Tuesday, 5 January 2010


I am sitting in the Wimpy at Watford Gap service station. It doesn’t get much more glamorous than this. I feel like a film star. I’m about to eat a Lemon Pepper Quorn burger, which I’m sure will prove to be the most delicious Lemon Pepper Quorn burger I have ever sampled.

Watford Gap brings back many happy memories. It was the setting for my most recent musical film, which was performed by the brilliant people of Northamptonshire; the county I’m proud to have both grown up in... and escaped!

I’m still shaking like a leaf. Today was the day I chose to drive up to Manchester for a meeting with the BBC about a potential project. Today was also the day that God decided to punish Manchester with what can only be described as a shit load of snow. I can’t say I wasn’t warned. My Mancunian brother texted me several times with increasingly apocalyptic tales of a city in a Danny Boyle-esque standstill, but the sun was shining in the south and I was feeling optimistic. “How bad can it be?” I wondered. Incredibly bad, as it happened...

It was okay as far as Chester. There was an exciting sprinkle of the white stuff at Birmingham and a Christmassy dusting on the fields around Stoke. But half an hour later, I was weeping like a poof at my steering wheel, begging God to give me an indication of where in the white fog I’d landed. The car suddenly spun out of control somewhere in the city centre and I abandoned ship. Oddly, it looked a bit like I’d parked it so I got out. Didn't bother to try and pay. Couldn't see any yellow lines under the snow. I had a quick look around in the hope that someone in the vicinity had seen me and thought I was doing a cool hand break turn into a parking space; like they do in the films. Just my luck. No one was watching. The snow was too thick.

And finally I'm back in the south. The weather has followed me down the M6 and the M1. But Wimpy makes everything better. Such a treat to have vinegar on chips. Thank the lord that at least one fast food chain has upheld that terribly British tradition. Shame they seem to have ditched those classy porcelain plates... and I can't see a Brown Derby or Coke Float on the luminous menu. Boo! Further disappointed to discover I poured sugar onto my chips rather than salt; but hey, the first food of the day is bliss, however late it comes and however bizarre it tastes!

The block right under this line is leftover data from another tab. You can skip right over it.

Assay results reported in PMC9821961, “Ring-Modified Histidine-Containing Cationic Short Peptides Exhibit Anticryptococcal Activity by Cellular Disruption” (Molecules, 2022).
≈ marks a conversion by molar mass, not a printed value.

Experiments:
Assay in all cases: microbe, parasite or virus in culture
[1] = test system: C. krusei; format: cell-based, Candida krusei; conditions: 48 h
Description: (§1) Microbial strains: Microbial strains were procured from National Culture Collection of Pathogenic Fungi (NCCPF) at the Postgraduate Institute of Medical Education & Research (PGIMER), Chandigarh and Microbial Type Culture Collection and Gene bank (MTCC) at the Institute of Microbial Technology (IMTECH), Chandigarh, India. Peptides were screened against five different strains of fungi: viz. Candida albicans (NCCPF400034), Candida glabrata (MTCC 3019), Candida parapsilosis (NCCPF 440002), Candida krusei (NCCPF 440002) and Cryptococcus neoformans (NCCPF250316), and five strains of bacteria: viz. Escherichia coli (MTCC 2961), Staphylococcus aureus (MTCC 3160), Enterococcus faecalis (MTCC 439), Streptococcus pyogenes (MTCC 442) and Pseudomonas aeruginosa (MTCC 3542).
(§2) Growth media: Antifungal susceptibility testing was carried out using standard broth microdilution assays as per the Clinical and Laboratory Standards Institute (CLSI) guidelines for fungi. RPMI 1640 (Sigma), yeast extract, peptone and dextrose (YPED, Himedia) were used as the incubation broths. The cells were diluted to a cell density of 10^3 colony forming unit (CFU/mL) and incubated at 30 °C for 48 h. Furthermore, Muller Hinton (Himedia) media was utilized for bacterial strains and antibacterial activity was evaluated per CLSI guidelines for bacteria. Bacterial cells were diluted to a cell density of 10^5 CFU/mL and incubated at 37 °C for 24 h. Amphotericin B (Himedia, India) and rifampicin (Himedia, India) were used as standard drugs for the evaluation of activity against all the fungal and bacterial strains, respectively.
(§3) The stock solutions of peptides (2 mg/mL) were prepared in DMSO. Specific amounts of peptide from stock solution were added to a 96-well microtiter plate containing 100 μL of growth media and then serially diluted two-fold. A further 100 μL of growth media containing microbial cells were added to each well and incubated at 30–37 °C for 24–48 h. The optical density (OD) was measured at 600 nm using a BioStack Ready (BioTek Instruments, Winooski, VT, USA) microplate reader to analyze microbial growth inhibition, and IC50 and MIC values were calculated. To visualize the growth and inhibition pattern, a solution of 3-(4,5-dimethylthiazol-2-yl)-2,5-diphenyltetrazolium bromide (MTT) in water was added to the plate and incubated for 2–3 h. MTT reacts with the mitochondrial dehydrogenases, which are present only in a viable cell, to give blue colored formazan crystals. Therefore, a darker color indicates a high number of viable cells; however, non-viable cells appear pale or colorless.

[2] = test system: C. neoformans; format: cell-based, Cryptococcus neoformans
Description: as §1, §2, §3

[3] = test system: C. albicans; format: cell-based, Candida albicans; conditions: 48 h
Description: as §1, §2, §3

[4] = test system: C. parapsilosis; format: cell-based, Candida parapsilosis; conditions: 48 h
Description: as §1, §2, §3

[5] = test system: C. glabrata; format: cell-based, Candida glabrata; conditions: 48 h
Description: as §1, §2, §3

350 years ago, Pepys was also suffering a great culinary disappointment after taking his wife to one Mrs Jem’s house for a sack posset, which sadly never came. And for those of you who fancy a sack posset, you can find the recipe here

And for those of you who are waiting with baited breath for news of the Pepys Motet, the up-to-date situation is as follows. St Olave’s Church are backing the project (hurrah) and have kindly offered to pay for a much needed recording of the work (hureeh), should enough money come in from other sources to pay for the writing and premier (ah...) I reckon we’re looking for £6,000...

I've already had interest from some very kind members of the Pepys Club; a wonderful organisation who promote and celebrate the work of our dear Samuel. Quite how much money they’ll be able to spare, I don't yet know, but every penny counts and I'm very grateful to them. Frankly, it’s thrilling to think anyone would even consider sponsoring the Arts in this awful climate! That said, the process of going cap in hand to people is horribly embarrassing. I think it must be for any creative person. I hate discussing money and the process of asking for it feels slightly invalidating. If I'm a great composer, shouldn't they be queuing up to get me to wave my magic wand? Or is my brand of magic just that little bit too way out there? Perhaps my compositions are like iPods. No one knows they need one until they see someone else with one! I bet Damon Alburn and Anthony Gormley don’t have these sorts of problems.

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